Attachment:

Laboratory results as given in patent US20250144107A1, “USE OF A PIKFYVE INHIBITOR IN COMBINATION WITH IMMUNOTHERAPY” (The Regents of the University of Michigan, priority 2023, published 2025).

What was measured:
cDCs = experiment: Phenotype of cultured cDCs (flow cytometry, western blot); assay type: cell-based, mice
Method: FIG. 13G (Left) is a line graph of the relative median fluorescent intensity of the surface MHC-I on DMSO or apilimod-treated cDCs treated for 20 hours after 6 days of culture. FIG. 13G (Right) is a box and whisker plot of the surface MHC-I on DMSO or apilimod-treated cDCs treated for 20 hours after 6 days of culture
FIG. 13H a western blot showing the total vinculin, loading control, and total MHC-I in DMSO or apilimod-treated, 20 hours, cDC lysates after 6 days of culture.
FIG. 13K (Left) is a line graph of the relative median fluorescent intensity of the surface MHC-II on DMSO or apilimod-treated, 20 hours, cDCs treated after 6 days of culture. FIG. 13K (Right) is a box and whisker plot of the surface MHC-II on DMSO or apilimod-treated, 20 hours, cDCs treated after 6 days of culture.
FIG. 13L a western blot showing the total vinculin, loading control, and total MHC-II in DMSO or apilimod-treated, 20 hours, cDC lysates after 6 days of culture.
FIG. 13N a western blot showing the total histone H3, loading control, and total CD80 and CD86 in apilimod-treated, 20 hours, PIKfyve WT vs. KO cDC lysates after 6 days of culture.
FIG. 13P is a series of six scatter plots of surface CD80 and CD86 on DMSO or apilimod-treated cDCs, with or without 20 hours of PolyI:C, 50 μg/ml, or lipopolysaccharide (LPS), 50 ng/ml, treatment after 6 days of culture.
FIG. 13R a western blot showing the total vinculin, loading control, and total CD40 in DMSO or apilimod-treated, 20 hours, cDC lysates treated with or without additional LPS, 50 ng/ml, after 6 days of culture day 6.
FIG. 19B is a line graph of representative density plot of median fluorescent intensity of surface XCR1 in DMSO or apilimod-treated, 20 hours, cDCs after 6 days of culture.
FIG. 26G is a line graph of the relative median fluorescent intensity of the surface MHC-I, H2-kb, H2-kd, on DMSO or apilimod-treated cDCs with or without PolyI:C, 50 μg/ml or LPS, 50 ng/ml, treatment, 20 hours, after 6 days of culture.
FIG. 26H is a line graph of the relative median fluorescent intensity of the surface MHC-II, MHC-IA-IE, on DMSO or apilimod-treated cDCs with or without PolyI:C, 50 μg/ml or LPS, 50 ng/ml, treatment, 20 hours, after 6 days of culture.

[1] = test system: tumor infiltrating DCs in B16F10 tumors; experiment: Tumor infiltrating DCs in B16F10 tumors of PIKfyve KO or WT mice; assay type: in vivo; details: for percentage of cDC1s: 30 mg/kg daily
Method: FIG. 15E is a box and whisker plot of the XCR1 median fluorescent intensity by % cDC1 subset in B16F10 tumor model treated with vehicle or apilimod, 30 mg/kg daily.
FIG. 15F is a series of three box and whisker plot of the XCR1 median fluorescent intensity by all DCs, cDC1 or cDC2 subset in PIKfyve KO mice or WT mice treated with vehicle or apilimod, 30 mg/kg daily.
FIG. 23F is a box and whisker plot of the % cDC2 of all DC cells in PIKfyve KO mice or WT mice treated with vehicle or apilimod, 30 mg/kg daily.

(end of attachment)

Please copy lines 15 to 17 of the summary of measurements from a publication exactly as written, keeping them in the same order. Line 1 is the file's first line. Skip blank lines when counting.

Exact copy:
Method: FIG. 15E is a box and whisker plot of the XCR1 median fluorescent intensity by % cDC1 subset in B16F10 tumor model treated with vehicle or apilimod, 30 mg/kg daily.
FIG. 15F is a series of three box and whisker plot of the XCR1 median fluorescent intensity by all DCs, cDC1 or cDC2 subset in PIKfyve KO mice or WT mice treated with vehicle or apilimod, 30 mg/kg daily.
FIG. 23F is a box and whisker plot of the % cDC2 of all DC cells in PIKfyve KO mice or WT mice treated with vehicle or apilimod, 30 mg/kg daily.